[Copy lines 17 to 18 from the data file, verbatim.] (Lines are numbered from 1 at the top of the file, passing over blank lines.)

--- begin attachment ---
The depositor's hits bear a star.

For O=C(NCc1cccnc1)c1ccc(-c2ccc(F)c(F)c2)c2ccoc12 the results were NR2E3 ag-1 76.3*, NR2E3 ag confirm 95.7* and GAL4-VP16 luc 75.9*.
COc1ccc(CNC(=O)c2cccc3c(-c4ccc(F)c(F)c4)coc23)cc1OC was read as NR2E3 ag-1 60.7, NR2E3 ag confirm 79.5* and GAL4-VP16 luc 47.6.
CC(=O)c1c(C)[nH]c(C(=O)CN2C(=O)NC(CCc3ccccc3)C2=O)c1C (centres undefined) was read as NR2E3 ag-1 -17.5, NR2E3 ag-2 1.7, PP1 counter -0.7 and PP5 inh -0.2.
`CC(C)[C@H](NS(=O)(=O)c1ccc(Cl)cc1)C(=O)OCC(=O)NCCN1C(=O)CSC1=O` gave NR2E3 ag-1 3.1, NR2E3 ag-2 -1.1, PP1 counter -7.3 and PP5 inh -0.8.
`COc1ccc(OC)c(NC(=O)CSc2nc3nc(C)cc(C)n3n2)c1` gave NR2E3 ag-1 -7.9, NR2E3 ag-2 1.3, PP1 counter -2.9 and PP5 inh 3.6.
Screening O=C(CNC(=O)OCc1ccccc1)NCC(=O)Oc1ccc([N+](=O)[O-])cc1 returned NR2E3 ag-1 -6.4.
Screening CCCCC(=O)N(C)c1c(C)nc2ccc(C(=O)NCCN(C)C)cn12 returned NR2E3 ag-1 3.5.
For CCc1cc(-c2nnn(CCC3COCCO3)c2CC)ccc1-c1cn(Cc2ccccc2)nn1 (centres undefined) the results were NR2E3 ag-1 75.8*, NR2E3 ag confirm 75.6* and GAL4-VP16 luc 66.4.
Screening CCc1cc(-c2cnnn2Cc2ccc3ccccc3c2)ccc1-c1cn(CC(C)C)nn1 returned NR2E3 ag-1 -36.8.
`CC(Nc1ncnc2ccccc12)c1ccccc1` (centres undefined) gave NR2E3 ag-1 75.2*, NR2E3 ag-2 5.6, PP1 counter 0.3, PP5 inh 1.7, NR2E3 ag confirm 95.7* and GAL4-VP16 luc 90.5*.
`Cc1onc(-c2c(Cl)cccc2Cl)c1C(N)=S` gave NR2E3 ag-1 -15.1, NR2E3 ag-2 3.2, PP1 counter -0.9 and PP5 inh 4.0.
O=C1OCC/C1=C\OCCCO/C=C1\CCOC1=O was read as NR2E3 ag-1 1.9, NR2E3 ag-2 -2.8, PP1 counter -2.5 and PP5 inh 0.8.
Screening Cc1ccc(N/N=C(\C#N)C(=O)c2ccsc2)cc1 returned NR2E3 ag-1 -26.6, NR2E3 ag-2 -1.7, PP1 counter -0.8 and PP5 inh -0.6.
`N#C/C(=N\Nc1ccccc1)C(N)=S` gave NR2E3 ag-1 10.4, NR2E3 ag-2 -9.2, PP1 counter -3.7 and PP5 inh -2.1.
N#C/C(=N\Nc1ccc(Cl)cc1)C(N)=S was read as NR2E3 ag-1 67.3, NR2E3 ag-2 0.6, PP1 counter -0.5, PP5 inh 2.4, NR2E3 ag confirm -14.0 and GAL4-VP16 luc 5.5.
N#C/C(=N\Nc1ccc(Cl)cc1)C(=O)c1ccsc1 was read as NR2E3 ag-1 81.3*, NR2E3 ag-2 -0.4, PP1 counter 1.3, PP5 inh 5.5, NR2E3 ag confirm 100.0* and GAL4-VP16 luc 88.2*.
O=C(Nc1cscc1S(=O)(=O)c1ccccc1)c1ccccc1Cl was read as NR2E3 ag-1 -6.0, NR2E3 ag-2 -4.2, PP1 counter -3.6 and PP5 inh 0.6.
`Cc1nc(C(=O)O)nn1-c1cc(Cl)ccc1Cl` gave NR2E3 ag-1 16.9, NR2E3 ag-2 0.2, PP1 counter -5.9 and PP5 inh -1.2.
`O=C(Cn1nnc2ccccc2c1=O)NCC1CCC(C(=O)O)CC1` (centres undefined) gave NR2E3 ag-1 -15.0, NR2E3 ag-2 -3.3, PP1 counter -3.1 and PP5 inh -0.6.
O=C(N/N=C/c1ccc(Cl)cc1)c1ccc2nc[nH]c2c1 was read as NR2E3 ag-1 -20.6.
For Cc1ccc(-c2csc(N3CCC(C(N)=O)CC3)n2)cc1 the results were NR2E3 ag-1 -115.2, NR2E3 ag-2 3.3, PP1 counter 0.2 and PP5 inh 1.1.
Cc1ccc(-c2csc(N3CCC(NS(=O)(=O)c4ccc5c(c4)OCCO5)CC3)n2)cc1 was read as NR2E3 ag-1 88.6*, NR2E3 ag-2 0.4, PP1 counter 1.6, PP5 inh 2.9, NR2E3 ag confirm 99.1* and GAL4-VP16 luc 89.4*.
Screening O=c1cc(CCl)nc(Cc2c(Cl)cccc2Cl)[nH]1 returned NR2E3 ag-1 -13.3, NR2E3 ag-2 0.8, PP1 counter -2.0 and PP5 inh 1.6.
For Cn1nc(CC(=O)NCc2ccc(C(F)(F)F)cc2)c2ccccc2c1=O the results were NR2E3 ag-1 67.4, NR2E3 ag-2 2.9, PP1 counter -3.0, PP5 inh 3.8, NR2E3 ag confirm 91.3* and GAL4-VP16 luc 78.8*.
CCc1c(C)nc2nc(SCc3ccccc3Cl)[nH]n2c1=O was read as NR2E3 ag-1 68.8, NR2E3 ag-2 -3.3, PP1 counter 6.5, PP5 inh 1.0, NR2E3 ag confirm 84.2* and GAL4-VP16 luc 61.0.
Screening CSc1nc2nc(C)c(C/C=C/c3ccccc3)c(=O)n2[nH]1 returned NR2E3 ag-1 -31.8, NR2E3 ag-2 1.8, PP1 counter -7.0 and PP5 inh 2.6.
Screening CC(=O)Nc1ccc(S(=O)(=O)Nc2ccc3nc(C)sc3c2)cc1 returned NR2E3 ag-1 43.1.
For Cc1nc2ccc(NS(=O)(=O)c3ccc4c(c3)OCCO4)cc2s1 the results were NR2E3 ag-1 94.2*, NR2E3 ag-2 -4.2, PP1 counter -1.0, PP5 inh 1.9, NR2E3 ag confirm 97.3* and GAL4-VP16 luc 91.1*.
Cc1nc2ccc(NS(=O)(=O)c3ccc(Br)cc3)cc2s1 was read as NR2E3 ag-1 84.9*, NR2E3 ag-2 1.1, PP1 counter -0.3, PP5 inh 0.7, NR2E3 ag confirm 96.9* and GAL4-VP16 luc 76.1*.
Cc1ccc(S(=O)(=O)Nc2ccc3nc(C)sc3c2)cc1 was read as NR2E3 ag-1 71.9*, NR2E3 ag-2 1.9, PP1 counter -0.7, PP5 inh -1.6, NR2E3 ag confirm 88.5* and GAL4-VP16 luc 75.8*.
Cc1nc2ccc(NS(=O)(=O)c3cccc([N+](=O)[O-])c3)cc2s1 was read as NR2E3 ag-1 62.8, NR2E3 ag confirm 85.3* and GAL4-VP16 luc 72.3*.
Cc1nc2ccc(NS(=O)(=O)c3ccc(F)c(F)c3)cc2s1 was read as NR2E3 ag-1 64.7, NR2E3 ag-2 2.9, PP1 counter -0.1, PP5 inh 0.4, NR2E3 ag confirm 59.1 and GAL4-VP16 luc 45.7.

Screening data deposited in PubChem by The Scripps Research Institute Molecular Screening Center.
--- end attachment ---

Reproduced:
N#C/C(=N\Nc1ccc(Cl)cc1)C(=O)c1ccsc1 was read as NR2E3 ag-1 81.3*, NR2E3 ag-2 -0.4, PP1 counter 1.3, PP5 inh 5.5, NR2E3 ag confirm 100.0* and GAL4-VP16 luc 88.2*.
O=C(Nc1cscc1S(=O)(=O)c1ccccc1)c1ccccc1Cl was read as NR2E3 ag-1 -6.0, NR2E3 ag-2 -4.2, PP1 counter -3.6 and PP5 inh 0.6.